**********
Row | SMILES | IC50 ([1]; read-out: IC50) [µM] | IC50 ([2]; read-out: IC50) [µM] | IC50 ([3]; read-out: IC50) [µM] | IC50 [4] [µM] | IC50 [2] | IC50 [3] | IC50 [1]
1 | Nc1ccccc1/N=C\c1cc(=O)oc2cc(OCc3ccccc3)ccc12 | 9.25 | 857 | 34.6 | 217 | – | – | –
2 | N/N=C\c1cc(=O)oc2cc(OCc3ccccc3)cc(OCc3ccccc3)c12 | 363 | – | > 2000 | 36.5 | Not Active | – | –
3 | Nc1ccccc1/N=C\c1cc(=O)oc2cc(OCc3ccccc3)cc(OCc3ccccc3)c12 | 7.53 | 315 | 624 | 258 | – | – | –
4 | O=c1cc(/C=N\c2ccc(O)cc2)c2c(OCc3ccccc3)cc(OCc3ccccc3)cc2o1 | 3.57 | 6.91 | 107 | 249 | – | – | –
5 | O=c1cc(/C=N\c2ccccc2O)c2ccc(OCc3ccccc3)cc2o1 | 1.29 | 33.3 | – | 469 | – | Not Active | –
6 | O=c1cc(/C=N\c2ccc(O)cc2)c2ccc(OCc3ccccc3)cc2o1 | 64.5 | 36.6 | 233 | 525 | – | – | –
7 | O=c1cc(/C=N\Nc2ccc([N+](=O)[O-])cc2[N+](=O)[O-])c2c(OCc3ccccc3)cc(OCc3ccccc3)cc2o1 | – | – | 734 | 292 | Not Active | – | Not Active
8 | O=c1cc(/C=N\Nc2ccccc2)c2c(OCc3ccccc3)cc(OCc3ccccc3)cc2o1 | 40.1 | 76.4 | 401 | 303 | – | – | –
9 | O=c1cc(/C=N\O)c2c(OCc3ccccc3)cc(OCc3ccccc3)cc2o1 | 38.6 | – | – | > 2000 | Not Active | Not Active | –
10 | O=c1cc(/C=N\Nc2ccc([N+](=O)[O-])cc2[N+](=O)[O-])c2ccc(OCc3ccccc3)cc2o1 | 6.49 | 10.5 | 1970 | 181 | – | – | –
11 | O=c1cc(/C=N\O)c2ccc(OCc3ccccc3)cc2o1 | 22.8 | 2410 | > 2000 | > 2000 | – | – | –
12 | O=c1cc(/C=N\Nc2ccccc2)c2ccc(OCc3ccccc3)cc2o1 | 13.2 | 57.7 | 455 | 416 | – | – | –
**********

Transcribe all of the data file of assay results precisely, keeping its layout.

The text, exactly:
Row | SMILES | IC50 ([1]; read-out: IC50) [µM] | IC50 ([2]; read-out: IC50) [µM] | IC50 ([3]; read-out: IC50) [µM] | IC50 [4] [µM] | IC50 [2] | IC50 [3] | IC50 [1]
1 | Nc1ccccc1/N=C\c1cc(=O)oc2cc(OCc3ccccc3)ccc12 | 9.25 | 857 | 34.6 | 217 | – | – | –
2 | N/N=C\c1cc(=O)oc2cc(OCc3ccccc3)cc(OCc3ccccc3)c12 | 363 | – | > 2000 | 36.5 | Not Active | – | –
3 | Nc1ccccc1/N=C\c1cc(=O)oc2cc(OCc3ccccc3)cc(OCc3ccccc3)c12 | 7.53 | 315 | 624 | 258 | – | – | –
4 | O=c1cc(/C=N\c2ccc(O)cc2)c2c(OCc3ccccc3)cc(OCc3ccccc3)cc2o1 | 3.57 | 6.91 | 107 | 249 | – | – | –
5 | O=c1cc(/C=N\c2ccccc2O)c2ccc(OCc3ccccc3)cc2o1 | 1.29 | 33.3 | – | 469 | – | Not Active | –
6 | O=c1cc(/C=N\c2ccc(O)cc2)c2ccc(OCc3ccccc3)cc2o1 | 64.5 | 36.6 | 233 | 525 | – | – | –
7 | O=c1cc(/C=N\Nc2ccc([N+](=O)[O-])cc2[N+](=O)[O-])c2c(OCc3ccccc3)cc(OCc3ccccc3)cc2o1 | – | – | 734 | 292 | Not Active | – | Not Active
8 | O=c1cc(/C=N\Nc2ccccc2)c2c(OCc3ccccc3)cc(OCc3ccccc3)cc2o1 | 40.1 | 76.4 | 401 | 303 | – | – | –
9 | O=c1cc(/C=N\O)c2c(OCc3ccccc3)cc(OCc3ccccc3)cc2o1 | 38.6 | – | – | > 2000 | Not Active | Not Active | –
10 | O=c1cc(/C=N\Nc2ccc([N+](=O)[O-])cc2[N+](=O)[O-])c2ccc(OCc3ccccc3)cc2o1 | 6.49 | 10.5 | 1970 | 181 | – | – | –
11 | O=c1cc(/C=N\O)c2ccc(OCc3ccccc3)cc2o1 | 22.8 | 2410 | > 2000 | > 2000 | – | – | –
12 | O=c1cc(/C=N\Nc2ccccc2)c2ccc(OCc3ccccc3)cc2o1 | 13.2 | 57.7 | 455 | 416 | – | – | –